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I have been given the task of converting a C++ script into python script. The aim of the script is to loop through all the directories (by start and end date) in the mediaDB and calculate what size the zipfile is going to be. I am stuck at getting the for loop to go through the directories, its so different in python from C++ which i have more experience in. Could anyone offer any suggestions?

C++ Code

// This will loop over each core files directory and sum the file size.
    directory_iterator dirIt(mediaDBCoreFilesDir);
for (directory_iterator dirIt(mediaDBCoreFilesDir);dirIt!=directory_iterator();dirIt++)

Also if anyone has any ideas as to how to get the last update timestamp from a file in python that would be very much appreciated. The C++ code is:

// Get the last update timestamp from the file
std::time_t t = last_write_time(*dirIt);
ptime fileTimeStamp =  from_time_t(t);

EDIT: i am trying to write a for statement firstly that loops over all directories and sums up the file size of them. I dont need to edit, delete or print any directories, just get the file sizes. Is it then more appropriate to use os.walk and os.path.getsize?

Secondly, i need to retrieve the last updated timestamp from the files. Tho i dont really understand this process of getting the timestamp.

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Did you read the os module yet? Almost everything you want is in os.walk() and os.path.getmtime(). It would help if you could read those module and update your question to be more specific about what you read and didn't understand. –  S.Lott Sep 6 '11 at 13:45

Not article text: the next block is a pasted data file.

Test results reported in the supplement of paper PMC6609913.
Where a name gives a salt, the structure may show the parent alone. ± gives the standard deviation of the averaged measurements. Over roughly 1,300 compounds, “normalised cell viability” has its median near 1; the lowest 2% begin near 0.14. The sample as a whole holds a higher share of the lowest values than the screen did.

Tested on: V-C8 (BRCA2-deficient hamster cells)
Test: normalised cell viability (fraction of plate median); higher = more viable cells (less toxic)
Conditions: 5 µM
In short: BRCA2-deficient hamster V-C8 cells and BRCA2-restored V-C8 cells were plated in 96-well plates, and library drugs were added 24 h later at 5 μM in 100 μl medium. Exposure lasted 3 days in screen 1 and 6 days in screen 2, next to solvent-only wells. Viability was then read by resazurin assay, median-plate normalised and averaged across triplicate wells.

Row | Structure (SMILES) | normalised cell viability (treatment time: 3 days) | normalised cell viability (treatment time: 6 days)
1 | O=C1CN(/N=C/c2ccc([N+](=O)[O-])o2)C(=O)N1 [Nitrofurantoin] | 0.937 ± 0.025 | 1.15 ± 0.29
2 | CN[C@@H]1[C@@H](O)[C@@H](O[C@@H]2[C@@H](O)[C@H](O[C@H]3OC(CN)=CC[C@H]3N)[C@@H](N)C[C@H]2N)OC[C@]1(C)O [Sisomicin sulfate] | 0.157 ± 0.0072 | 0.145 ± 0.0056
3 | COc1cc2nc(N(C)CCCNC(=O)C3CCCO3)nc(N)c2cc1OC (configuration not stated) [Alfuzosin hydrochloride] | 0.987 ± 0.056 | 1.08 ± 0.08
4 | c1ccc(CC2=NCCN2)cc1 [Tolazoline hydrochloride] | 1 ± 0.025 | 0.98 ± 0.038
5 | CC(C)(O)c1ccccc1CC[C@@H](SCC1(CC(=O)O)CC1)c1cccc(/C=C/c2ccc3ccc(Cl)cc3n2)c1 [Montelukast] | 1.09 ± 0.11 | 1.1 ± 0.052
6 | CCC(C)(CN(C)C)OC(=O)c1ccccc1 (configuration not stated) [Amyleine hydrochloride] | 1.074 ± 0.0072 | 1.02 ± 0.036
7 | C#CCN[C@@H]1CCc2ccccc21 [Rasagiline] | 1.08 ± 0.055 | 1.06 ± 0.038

Is it best to use os.listdir or os.walk? –  smurf Sep 6 '11 at 14:22
    
"best"? Please provide your working definition of "best" so we know what you think is important. The two functions do very different things, so "best" is hard to answer without real, substantial details on what you think you're doing. Also. Please update the question to clarify what you need to know. –  S.Lott Sep 6 '11 at 14:42
    
"os.walk and os.path.getsize"? They do different things. It's not clear what you're asking. –  S.Lott Sep 6 '11 at 15:09
    
yes, i need to go through all the directories and get the size of each of them –  smurf Sep 6 '11 at 15:15

1 Answer 1

You're looking for os.path.walk or glob.glob for enumerating files in a directory subtree, and os.stat (or os.lstat) for getting the timestamp of the most recent modification.

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